There are a few guidelines when it comes to the wine tasting environment. Try to follow them to optimise the wine tasting experience.
White tablecloth not mandatory, these guidelines can be adapted to the theme of your tasting.
- No scents: Make sure there are no scented candles or flowers in the room. This goes for perfume, scented lotions and cologne. Any strong smell will detract from the wines and make it difficult to distinguish different aromas and flavours of the wines. You are aiming for an odour neutral environment.
- A well-lit room should be used so that you and your guests can easily examine the colour of the wines.
- Temperature: Serving the wines at the right temperature makes a huge difference. Sparkling wines should be served well chilled (5-10°C), whites chilled (7-14°C), light reds (12-17°C) and heavy reds (17-21°C).
- Serving the wines in the correct order is also important. Serving heavy reds before whites would impact on how you will be able to taste. The order in which you should serve should be; sparkling, whites, rosé, reds (light to heavy) and finally dessert wines.
Choosing a theme
This is the most important part of organising your wine tasting. It will determine what types of wine will be open for your tasting. There are many different types of themes to choose from. You should select your theme depending on what you want to learn. Tasting wines side-by-side lets you analyse the differences between each wine and why they taste different.
The theme of the tasting can also set the vibe for your event. Do you want it cool and casual or a strict sensory analysis? You could also let your guests know the theme and ask them to bring a bottle. This will help you save money and make the tasting more interactive.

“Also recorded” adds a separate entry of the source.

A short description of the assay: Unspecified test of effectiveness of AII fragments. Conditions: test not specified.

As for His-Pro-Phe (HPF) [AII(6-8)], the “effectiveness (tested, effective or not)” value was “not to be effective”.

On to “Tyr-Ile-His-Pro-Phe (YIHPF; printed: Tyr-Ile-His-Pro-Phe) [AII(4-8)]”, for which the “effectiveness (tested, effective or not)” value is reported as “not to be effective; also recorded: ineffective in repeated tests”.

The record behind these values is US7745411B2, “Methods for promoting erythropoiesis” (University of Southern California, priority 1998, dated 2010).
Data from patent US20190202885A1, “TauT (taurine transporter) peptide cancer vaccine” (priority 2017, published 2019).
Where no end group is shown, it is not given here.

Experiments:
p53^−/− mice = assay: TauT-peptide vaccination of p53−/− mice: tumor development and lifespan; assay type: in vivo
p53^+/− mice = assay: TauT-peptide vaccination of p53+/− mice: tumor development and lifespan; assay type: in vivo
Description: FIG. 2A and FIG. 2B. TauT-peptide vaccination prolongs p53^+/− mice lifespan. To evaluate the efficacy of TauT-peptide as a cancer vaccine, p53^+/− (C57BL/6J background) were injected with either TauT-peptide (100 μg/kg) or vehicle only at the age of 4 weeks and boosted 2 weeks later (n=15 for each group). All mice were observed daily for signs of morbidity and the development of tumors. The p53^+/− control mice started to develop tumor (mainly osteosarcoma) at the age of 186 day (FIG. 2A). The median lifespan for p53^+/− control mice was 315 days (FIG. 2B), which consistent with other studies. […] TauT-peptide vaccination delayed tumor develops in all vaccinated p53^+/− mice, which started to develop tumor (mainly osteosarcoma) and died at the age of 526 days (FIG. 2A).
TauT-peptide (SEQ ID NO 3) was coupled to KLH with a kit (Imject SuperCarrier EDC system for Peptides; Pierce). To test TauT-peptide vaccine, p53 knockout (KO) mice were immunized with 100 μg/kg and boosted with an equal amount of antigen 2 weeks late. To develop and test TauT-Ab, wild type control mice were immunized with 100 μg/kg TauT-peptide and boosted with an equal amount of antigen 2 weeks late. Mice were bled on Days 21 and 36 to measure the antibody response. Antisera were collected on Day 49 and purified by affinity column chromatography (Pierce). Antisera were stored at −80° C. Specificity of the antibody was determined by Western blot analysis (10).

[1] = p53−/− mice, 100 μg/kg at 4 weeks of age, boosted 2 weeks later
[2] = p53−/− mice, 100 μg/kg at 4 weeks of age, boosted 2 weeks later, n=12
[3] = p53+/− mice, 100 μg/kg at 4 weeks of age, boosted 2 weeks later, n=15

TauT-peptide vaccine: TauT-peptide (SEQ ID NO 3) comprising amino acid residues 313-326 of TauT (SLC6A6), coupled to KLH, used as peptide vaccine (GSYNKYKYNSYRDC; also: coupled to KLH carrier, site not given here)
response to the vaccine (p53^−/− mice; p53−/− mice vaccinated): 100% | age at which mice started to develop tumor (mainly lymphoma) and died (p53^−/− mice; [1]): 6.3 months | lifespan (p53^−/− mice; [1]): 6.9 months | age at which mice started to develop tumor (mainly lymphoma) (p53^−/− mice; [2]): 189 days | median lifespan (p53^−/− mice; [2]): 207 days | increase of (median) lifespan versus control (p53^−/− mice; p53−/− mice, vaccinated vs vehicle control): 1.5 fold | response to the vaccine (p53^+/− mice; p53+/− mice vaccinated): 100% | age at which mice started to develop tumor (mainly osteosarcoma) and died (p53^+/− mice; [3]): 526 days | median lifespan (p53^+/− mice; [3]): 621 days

Common types of wine tastings
Wine tastings are social learning experiences, don't forget to compare your notes with others.
- Vertical: A comparison of vintages from the same producer and the same wine. What you can learn from a vertical tasting is how the wine can change with ageing. Taste the aroma profile as it moves from fruit driven primary characters to tertiary bottle aged characters. This can be a tricky tasting to organise, simply because it can be difficult to find chronological vintages of the same wine.
- Horizontal: Much easier to set up than a vertical tasting as it offers more flexibility. Choose wines from the same vintage, varying in producer. It is best to stick to one varietal to analyse how climate can play a role in the wine, or make it region specific to taste winemaking styles of different producers.
- Varietal: Pick your favourite varietal, or one that you want to learn more about. This type of tasting is easy and casual. You can learn a lot about the different styles in which the same varietal can be made.
- Price: Do a price comparison of the same varietal. Select wines from varying price points and see if you and your guests can tell the difference between cheap and expensive bottles.
- New World Vs. Old World: Taste the styles between Old World and New World wines. Great varietals to choose from would be; Sauvignon Blanc, Chardonnay, Pinot Noir, Malbec and Syrah.
- Region/Country: If you want to explore native varietals of a country or taste the winemaking climate of a particular cool or warm winemaking region, this is the theme for you.
Tasting themes perfect for summer